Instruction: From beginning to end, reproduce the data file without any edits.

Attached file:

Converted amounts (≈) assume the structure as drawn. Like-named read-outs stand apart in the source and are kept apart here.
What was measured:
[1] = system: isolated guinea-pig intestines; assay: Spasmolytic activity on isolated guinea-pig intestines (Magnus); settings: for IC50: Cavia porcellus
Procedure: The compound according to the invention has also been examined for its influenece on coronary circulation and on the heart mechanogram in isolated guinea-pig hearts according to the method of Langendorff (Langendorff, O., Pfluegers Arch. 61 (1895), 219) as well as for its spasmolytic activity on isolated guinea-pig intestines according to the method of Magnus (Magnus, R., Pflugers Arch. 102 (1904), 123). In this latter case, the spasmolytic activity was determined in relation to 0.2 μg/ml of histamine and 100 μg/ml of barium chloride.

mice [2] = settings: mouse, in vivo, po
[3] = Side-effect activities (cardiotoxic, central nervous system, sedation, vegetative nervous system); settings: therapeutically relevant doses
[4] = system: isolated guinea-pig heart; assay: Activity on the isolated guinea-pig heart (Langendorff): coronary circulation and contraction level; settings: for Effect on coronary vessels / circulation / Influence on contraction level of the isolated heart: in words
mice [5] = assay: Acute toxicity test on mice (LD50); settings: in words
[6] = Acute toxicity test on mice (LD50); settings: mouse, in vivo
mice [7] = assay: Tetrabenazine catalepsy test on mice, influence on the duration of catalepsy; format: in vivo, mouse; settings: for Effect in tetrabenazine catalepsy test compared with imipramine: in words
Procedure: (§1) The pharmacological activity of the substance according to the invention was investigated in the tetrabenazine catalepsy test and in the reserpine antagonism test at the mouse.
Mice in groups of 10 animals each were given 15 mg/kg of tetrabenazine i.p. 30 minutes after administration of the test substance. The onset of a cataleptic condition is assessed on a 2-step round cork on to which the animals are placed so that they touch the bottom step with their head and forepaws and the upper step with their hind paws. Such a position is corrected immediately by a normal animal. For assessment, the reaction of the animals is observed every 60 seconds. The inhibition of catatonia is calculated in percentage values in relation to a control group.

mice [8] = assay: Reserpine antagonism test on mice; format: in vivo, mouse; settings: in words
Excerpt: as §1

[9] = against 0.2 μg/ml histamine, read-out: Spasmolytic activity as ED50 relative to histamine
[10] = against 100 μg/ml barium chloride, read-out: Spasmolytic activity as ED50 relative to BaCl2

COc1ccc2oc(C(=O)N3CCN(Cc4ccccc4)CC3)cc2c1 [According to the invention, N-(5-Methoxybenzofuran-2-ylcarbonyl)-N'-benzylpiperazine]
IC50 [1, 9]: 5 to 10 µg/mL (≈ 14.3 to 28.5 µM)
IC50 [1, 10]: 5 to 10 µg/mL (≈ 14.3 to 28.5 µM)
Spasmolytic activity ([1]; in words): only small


Converted amounts (≈) assume the structure as drawn. Like-named read-outs stand apart in the source and are kept apart here.
What was measured:
[1] = system: isolated guinea-pig intestines; assay: Spasmolytic activity on isolated guinea-pig intestines (Magnus); settings: for IC50: Cavia porcellus
Procedure: The compound according to the invention has also been examined for its influenece on coronary circulation and on the heart mechanogram in isolated guinea-pig hearts according to the method of Langendorff (Langendorff, O., Pfluegers Arch. 61 (1895), 219) as well as for its spasmolytic activity on isolated guinea-pig intestines according to the method of Magnus (Magnus, R., Pflugers Arch. 102 (1904), 123). In this latter case, the spasmolytic activity was determined in relation to 0.2 μg/ml of histamine and 100 μg/ml of barium chloride.

mice [2] = settings: mouse, in vivo, po
[3] = Side-effect activities (cardiotoxic, central nervous system, sedation, vegetative nervous system); settings: therapeutically relevant doses
[4] = system: isolated guinea-pig heart; assay: Activity on the isolated guinea-pig heart (Langendorff): coronary circulation and contraction level; settings: for Effect on coronary vessels / circulation / Influence on contraction level of the isolated heart: in words
mice [5] = assay: Acute toxicity test on mice (LD50); settings: in words
[6] = Acute toxicity test on mice (LD50); settings: mouse, in vivo
mice [7] = assay: Tetrabenazine catalepsy test on mice, influence on the duration of catalepsy; format: in vivo, mouse; settings: for Effect in tetrabenazine catalepsy test compared with imipramine: in words
Procedure: (§1) The pharmacological activity of the substance according to the invention was investigated in the tetrabenazine catalepsy test and in the reserpine antagonism test at the mouse.
Mice in groups of 10 animals each were given 15 mg/kg of tetrabenazine i.p. 30 minutes after administration of the test substance. The onset of a cataleptic condition is assessed on a 2-step round cork on to which the animals are placed so that they touch the bottom step with their head and forepaws and the upper step with their hind paws. Such a position is corrected immediately by a normal animal. For assessment, the reaction of the animals is observed every 60 seconds. The inhibition of catatonia is calculated in percentage values in relation to a control group.

mice [8] = assay: Reserpine antagonism test on mice; format: in vivo, mouse; settings: in words
Excerpt: as §1

[9] = against 0.2 μg/ml histamine, read-out: Spasmolytic activity as ED50 relative to histamine
[10] = against 100 μg/ml barium chloride, read-out: Spasmolytic activity as ED50 relative to BaCl2

COc1ccc2oc(C(=O)N3CCN(Cc4ccccc4)CC3)cc2c1 [According to the invention, N-(5-Methoxybenzofuran-2-ylcarbonyl)-N'-benzylpiperazine]
IC50 [1, 9]: 5 to 10 µg/mL (≈ 14.3 to 28.5 µM)
IC50 [1, 10]: 5 to 10 µg/mL (≈ 14.3 to 28.5 µM)
Spasmolytic activity ([1]; in words): only small